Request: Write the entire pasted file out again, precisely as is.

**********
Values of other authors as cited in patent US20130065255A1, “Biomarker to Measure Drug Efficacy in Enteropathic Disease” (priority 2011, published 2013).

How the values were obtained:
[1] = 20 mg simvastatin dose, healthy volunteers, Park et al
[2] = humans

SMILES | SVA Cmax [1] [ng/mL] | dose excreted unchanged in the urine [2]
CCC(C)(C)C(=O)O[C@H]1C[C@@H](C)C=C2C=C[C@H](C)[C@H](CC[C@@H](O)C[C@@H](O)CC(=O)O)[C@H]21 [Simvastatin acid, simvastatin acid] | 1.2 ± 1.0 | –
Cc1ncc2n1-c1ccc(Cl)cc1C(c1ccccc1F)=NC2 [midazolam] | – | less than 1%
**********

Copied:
Values of other authors as cited in patent US20130065255A1, “Biomarker to Measure Drug Efficacy in Enteropathic Disease” (priority 2011, published 2013).

How the values were obtained:
[1] = 20 mg simvastatin dose, healthy volunteers, Park et al
[2] = humans

SMILES | SVA Cmax [1] [ng/mL] | dose excreted unchanged in the urine [2]
CCC(C)(C)C(=O)O[C@H]1C[C@@H](C)C=C2C=C[C@H](C)[C@H](CC[C@@H](O)C[C@@H](O)CC(=O)O)[C@H]21 [Simvastatin acid, simvastatin acid] | 1.2 ± 1.0 | –
Cc1ncc2n1-c1ccc(Cl)cc1C(c1ccccc1F)=NC2 [midazolam] | – | less than 1%